Since converting to a fully server-based system with my Logitech Transporter music server, Halide Design S/PDIF USB Bridge, and Sonic Studio’s Amarra software, I’ve found myself listening to a lot more rock’n’roll, a genre that my Wadia 830 CD player had no affinity for. As a result, I got to experience the tight-fisted control exerted by the MC 701 on the woofers of my Wilson Audio Sophias. When the bass finally kicks in following the opening lead of “Hammerhead,” from Jeff Beck’s Live and Exclusive from the Grammy Museum (16/44.1 AIFF, Atco), it was almost concussive -- the entire room reverberated, as if I’d added a subwoofer to my system. And in Steve Vai’s Where the Wild Things Are (24/96 AIFF, Favored Nations/HDtracks), Jeremy Colson’s kick drum was an insistent counterpoint to Vai’s guitar and, with some exceptions, was quite a bit punchier than I’d previously heard from this recording.
So the Elegance MC 701 was capable of brute-force bass. But could it groove?
Well, few bands groove better than Pearl Jam, and the MC 701 was happy to oblige them. Following the opening chords of “Even Flow,” from Ten (16/44.1 AIFF, Columbia/Legacy), when the band settles into a chugging groove, the MC 701 kept the pace with the dynamic shifts, preserving the song’s momentum and flow. Despite the high-volume jamming on this album, or on recordings by Soundgarden or Smashing Pumpkins, the MC 701 easily handled anything I threw at it without ever running out of steam or conveying any sense of strain.
As happened with the ASR Emitter I ($10,950), reinserting into my system my ten-year-old Jeff Rowland Design Group Concentra integrated amplifier ($5600 when available) took some getting used to. The overall sound was noticeably warmer, almost to the point of sounding murky. The Music Culture Elegance MC 701 was so much more transparent -- music sounded crisper and more clearly defined without sounding sterile. Both soundstage width and depth were clearly superior to the Concentra’s. Jeff Rowland has long had a reputation for achieving tube-like sound from solid-state electronics, and nowhere was this more apparent than in this comparison with the MC 701. Through the Concentra, leading edges sounded burnished, with a warmer glow, but at the expense of overall detail. Musical textures, such as the resonance of a double bass or the vibrato of a saxophone, were less distinct and less fully formed. Not only was the soundstage compressed in depth and width, the overall sonic picture also seemed recessed in comparison.
The sound of the MC 701 had more in common with that of the more-than-twice-the-price ASR Emitter I than with the Jeff Rowland Concentra. While the ASR had a little more top-end extension, the Music Culture came very close, and had better bass control, approaching but not quite equaling the bass control of the Luxman L-509u, the best I’ve heard in that area -- and, like the Emitter I, the Luxman costs more than twice as much as the MC 701.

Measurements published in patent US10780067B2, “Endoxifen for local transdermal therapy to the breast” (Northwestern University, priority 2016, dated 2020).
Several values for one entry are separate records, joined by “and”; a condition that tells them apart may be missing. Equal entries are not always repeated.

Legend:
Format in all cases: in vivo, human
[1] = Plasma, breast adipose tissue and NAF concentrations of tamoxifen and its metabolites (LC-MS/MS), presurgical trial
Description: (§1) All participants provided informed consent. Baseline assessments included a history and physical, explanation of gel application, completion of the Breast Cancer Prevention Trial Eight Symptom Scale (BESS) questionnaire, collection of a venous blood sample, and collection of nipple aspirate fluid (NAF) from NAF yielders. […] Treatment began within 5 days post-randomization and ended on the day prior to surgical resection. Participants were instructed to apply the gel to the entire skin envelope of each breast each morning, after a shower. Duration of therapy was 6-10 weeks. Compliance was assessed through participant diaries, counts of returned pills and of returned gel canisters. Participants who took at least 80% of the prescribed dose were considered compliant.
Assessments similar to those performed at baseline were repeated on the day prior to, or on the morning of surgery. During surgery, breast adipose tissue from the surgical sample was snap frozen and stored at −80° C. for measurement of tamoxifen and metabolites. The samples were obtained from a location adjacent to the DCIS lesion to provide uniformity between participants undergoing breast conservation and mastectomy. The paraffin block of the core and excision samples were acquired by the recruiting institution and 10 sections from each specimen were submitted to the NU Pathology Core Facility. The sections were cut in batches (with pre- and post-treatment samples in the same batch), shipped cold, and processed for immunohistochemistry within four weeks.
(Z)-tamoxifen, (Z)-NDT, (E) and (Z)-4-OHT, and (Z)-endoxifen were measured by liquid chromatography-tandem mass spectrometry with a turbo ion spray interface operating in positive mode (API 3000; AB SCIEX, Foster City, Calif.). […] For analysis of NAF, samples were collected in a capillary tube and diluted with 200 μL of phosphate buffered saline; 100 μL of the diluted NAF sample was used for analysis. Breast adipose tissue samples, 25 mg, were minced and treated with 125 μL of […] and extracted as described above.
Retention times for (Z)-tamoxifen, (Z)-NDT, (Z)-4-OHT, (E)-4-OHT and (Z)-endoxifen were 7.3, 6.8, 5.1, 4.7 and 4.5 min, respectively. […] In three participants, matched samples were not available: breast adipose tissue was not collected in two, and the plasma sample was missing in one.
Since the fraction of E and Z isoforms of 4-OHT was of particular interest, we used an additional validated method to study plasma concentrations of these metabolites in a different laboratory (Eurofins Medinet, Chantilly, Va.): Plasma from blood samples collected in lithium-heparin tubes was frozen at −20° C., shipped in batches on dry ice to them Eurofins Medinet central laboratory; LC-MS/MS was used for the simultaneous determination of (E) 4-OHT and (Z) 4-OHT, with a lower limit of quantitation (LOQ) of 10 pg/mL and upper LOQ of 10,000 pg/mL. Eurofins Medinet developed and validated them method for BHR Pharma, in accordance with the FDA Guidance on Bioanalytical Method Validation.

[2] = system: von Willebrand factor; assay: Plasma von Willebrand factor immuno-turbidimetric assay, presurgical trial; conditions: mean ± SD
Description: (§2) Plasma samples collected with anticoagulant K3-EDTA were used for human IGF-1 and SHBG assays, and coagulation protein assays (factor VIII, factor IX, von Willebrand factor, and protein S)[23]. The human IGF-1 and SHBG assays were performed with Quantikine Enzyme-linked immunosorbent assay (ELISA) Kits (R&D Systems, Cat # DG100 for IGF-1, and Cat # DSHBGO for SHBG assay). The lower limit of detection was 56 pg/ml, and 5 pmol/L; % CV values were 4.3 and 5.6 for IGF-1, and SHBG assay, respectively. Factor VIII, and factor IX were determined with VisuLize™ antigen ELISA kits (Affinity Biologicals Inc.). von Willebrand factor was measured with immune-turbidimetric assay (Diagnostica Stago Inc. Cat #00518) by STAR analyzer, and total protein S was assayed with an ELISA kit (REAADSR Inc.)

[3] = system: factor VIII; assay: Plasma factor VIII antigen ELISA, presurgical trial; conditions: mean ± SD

I very much enjoyed my time with the Music Culture Elegance MC 701. Within days of its arrival, I was already plotting just how I was going to convince my wife that it was worth buying. It sounds better and costs less than my current amp! It sounds virtually as good as amps costing more than twice as much! I promise -- really promise -- that this will be the last amp I ever buy! Unlike many of my buddies, I have an understanding wife who tolerates my hobby. However, with a new home purchased in the last two years and a child in private school, she had to draw the line somewhere. You know where she drew it.
You may or may not have that problem, but if you’re in the market for a new integrated amplifier, I strongly urge you to consider the Elegance MC 701. It’s just that good. Even if you’re not in the market, check out this paradigm-shifting component, which achieves outstanding sound at a real-world price. Value just got redefined.
. . . Uday Reddy
- Loudspeakers -- Wilson Audio Sophia, Audioengine A2 powered desktop speakers
- Integrated amplifier -- Jeff Rowland Design Group Concentra
- Digital sources -- Wadia 830 CD player, Logitech Transporter music server, Apple iMac OS 10.6.4 with iTunes, Amarra 2.1, Devilsound USB DAC
- Interconnects -- Cardas Audio Neutral Reference, Halide Design S/PDIF asynchronous USB Bridge with BNC termination
- Speaker cables -- Cardas Audio Neutral Reference
- Headphone system -- Sennheiser HD600 with Cardas headphone cable upgrade, Ultimate Ears UE 11 Pro earbuds, Ray Samuels Audio Emmeline The Predator headphone amplifier
- Accessories -- Audio Power Industries Power Pack II power conditioner, Cardas Audio Signature XLR, RCA, and BNC caps
Music Culture Elegance MC 701 Integrated Amplifier
Price: $4495 USD.
Warranty: Two years parts and labor.
Music Culture Technology GmbH
Phone: +49 152-28-967-567
Fax: +49 30-484-98-35-50
16 Passaic Avenue, Unit # 6
Fairfield, NJ 07004
Phone: (973) 808-4188
Fax: (973) 808-1055